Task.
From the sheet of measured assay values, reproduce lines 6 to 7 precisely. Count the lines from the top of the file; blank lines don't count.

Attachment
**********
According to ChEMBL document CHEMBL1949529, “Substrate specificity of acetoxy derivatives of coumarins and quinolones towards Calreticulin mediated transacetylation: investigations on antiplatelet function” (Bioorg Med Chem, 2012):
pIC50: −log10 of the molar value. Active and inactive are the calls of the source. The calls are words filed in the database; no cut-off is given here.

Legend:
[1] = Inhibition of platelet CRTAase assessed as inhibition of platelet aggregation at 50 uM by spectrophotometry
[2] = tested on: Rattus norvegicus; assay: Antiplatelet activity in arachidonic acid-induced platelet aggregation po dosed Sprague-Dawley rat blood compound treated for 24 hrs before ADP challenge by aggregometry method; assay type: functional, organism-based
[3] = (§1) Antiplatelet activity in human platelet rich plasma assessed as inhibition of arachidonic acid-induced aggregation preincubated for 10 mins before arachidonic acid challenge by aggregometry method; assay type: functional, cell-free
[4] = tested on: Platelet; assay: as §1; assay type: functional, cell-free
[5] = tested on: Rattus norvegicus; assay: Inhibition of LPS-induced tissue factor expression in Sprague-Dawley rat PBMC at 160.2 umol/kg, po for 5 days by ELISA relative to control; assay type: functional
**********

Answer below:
[3] = (§1) Antiplatelet activity in human platelet rich plasma assessed as inhibition of arachidonic acid-induced aggregation preincubated for 10 mins before arachidonic acid challenge by aggregometry method; assay type: functional, cell-free
[4] = tested on: Platelet; assay: as §1; assay type: functional, cell-free